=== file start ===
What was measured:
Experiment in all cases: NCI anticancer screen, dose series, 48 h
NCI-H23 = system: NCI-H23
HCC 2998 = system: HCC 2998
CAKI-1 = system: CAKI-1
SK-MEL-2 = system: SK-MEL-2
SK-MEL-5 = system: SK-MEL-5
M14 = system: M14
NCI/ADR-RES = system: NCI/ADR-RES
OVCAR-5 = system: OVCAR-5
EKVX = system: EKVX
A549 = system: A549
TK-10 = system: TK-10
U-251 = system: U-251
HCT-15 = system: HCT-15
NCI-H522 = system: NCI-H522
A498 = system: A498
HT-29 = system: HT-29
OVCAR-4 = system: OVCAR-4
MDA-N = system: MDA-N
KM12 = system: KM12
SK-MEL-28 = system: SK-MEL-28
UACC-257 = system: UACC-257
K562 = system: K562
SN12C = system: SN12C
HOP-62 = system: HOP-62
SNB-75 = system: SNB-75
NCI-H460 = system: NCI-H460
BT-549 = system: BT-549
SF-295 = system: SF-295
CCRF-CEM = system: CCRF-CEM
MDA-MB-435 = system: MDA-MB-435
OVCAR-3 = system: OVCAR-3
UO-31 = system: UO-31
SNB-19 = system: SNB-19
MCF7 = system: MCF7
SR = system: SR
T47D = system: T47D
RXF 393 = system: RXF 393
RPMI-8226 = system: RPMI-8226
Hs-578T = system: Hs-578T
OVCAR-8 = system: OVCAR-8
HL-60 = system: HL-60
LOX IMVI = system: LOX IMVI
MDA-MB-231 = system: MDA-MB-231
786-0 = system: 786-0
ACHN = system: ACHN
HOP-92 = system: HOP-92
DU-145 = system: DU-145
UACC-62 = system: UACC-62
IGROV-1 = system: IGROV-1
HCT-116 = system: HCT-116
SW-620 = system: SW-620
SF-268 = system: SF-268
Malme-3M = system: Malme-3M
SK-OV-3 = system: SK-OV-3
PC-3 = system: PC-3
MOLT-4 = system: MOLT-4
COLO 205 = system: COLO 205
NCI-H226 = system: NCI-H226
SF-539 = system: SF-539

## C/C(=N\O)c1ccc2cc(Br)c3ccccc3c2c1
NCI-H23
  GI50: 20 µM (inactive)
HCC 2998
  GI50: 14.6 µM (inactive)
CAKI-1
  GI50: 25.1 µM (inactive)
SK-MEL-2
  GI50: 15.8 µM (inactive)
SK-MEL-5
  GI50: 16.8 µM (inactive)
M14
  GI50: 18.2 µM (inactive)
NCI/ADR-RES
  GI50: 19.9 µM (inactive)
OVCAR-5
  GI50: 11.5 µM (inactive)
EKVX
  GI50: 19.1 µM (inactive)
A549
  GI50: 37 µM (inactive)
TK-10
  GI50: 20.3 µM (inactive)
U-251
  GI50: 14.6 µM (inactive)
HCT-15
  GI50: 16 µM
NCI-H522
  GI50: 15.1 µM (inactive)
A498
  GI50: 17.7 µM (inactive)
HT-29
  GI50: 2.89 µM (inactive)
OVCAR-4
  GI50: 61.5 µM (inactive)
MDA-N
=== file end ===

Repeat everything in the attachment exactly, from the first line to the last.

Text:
What was measured:
Experiment in all cases: NCI anticancer screen, dose series, 48 h
NCI-H23 = system: NCI-H23
HCC 2998 = system: HCC 2998
CAKI-1 = system: CAKI-1
SK-MEL-2 = system: SK-MEL-2
SK-MEL-5 = system: SK-MEL-5
M14 = system: M14
NCI/ADR-RES = system: NCI/ADR-RES
OVCAR-5 = system: OVCAR-5
EKVX = system: EKVX
A549 = system: A549
TK-10 = system: TK-10
U-251 = system: U-251
HCT-15 = system: HCT-15
NCI-H522 = system: NCI-H522
A498 = system: A498
HT-29 = system: HT-29
OVCAR-4 = system: OVCAR-4
MDA-N = system: MDA-N
KM12 = system: KM12
SK-MEL-28 = system: SK-MEL-28
UACC-257 = system: UACC-257
K562 = system: K562
SN12C = system: SN12C
HOP-62 = system: HOP-62
SNB-75 = system: SNB-75
NCI-H460 = system: NCI-H460
BT-549 = system: BT-549
SF-295 = system: SF-295
CCRF-CEM = system: CCRF-CEM
MDA-MB-435 = system: MDA-MB-435
OVCAR-3 = system: OVCAR-3
UO-31 = system: UO-31
SNB-19 = system: SNB-19
MCF7 = system: MCF7
SR = system: SR
T47D = system: T47D
RXF 393 = system: RXF 393
RPMI-8226 = system: RPMI-8226
Hs-578T = system: Hs-578T
OVCAR-8 = system: OVCAR-8
HL-60 = system: HL-60
LOX IMVI = system: LOX IMVI
MDA-MB-231 = system: MDA-MB-231
786-0 = system: 786-0
ACHN = system: ACHN
HOP-92 = system: HOP-92
DU-145 = system: DU-145
UACC-62 = system: UACC-62
IGROV-1 = system: IGROV-1
HCT-116 = system: HCT-116
SW-620 = system: SW-620
SF-268 = system: SF-268
Malme-3M = system: Malme-3M
SK-OV-3 = system: SK-OV-3
PC-3 = system: PC-3
MOLT-4 = system: MOLT-4
COLO 205 = system: COLO 205
NCI-H226 = system: NCI-H226
SF-539 = system: SF-539

## C/C(=N\O)c1ccc2cc(Br)c3ccccc3c2c1
NCI-H23
  GI50: 20 µM (inactive)
HCC 2998
  GI50: 14.6 µM (inactive)
CAKI-1
  GI50: 25.1 µM (inactive)
SK-MEL-2
  GI50: 15.8 µM (inactive)
SK-MEL-5
  GI50: 16.8 µM (inactive)
M14
  GI50: 18.2 µM (inactive)
NCI/ADR-RES
  GI50: 19.9 µM (inactive)
OVCAR-5
  GI50: 11.5 µM (inactive)
EKVX
  GI50: 19.1 µM (inactive)
A549
  GI50: 37 µM (inactive)
TK-10
  GI50: 20.3 µM (inactive)
U-251
  GI50: 14.6 µM (inactive)
HCT-15
  GI50: 16 µM
NCI-H522
  GI50: 15.1 µM (inactive)
A498
  GI50: 17.7 µM (inactive)
HT-29
  GI50: 2.89 µM (inactive)
OVCAR-4
  GI50: 61.5 µM (inactive)
MDA-N